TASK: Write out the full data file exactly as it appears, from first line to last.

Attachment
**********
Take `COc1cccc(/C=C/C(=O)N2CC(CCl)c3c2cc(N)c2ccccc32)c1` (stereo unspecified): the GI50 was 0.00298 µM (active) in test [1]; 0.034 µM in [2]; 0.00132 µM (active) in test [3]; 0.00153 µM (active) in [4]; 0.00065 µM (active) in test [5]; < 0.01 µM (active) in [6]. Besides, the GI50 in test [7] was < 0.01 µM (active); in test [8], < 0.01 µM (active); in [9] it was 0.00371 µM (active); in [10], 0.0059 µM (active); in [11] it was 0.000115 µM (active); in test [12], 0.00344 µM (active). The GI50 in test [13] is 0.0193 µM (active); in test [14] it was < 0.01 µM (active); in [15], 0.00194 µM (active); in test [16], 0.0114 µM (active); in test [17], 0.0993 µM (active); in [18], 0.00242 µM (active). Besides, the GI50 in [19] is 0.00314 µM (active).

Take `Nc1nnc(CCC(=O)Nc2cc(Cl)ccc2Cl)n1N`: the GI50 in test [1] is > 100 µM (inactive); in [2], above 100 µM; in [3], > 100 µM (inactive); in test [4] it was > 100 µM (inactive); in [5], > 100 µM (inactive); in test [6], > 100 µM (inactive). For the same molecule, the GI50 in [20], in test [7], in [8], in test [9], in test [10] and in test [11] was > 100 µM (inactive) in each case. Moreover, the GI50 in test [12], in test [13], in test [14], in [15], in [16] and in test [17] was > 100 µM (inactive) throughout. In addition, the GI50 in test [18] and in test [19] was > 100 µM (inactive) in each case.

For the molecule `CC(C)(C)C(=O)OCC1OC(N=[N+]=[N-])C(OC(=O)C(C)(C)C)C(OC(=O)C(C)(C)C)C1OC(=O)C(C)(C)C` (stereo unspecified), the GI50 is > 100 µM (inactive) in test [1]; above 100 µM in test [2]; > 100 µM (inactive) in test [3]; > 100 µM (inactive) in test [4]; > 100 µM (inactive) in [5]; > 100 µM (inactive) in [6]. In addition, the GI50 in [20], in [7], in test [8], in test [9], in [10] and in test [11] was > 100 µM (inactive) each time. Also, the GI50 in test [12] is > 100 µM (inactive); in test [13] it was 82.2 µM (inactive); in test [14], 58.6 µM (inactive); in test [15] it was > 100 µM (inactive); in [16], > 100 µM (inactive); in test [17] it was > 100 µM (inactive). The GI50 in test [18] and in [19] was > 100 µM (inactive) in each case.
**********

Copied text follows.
Take `COc1cccc(/C=C/C(=O)N2CC(CCl)c3c2cc(N)c2ccccc32)c1` (stereo unspecified): the GI50 was 0.00298 µM (active) in test [1]; 0.034 µM in [2]; 0.00132 µM (active) in test [3]; 0.00153 µM (active) in [4]; 0.00065 µM (active) in test [5]; < 0.01 µM (active) in [6]. Besides, the GI50 in test [7] was < 0.01 µM (active); in test [8], < 0.01 µM (active); in [9] it was 0.00371 µM (active); in [10], 0.0059 µM (active); in [11] it was 0.000115 µM (active); in test [12], 0.00344 µM (active). The GI50 in test [13] is 0.0193 µM (active); in test [14] it was < 0.01 µM (active); in [15], 0.00194 µM (active); in test [16], 0.0114 µM (active); in test [17], 0.0993 µM (active); in [18], 0.00242 µM (active). Besides, the GI50 in [19] is 0.00314 µM (active).

Take `Nc1nnc(CCC(=O)Nc2cc(Cl)ccc2Cl)n1N`: the GI50 in test [1] is > 100 µM (inactive); in [2], above 100 µM; in [3], > 100 µM (inactive); in test [4] it was > 100 µM (inactive); in [5], > 100 µM (inactive); in test [6], > 100 µM (inactive). For the same molecule, the GI50 in [20], in test [7], in [8], in test [9], in test [10] and in test [11] was > 100 µM (inactive) in each case. Moreover, the GI50 in test [12], in test [13], in test [14], in [15], in [16] and in test [17] was > 100 µM (inactive) throughout. In addition, the GI50 in test [18] and in test [19] was > 100 µM (inactive) in each case.

For the molecule `CC(C)(C)C(=O)OCC1OC(N=[N+]=[N-])C(OC(=O)C(C)(C)C)C(OC(=O)C(C)(C)C)C1OC(=O)C(C)(C)C` (stereo unspecified), the GI50 is > 100 µM (inactive) in test [1]; above 100 µM in test [2]; > 100 µM (inactive) in test [3]; > 100 µM (inactive) in test [4]; > 100 µM (inactive) in [5]; > 100 µM (inactive) in [6]. In addition, the GI50 in [20], in [7], in test [8], in test [9], in [10] and in test [11] was > 100 µM (inactive) each time. Also, the GI50 in test [12] is > 100 µM (inactive); in test [13] it was 82.2 µM (inactive); in test [14], 58.6 µM (inactive); in test [15] it was > 100 µM (inactive); in [16], > 100 µM (inactive); in test [17] it was > 100 µM (inactive). The GI50 in test [18] and in [19] was > 100 µM (inactive) in each case.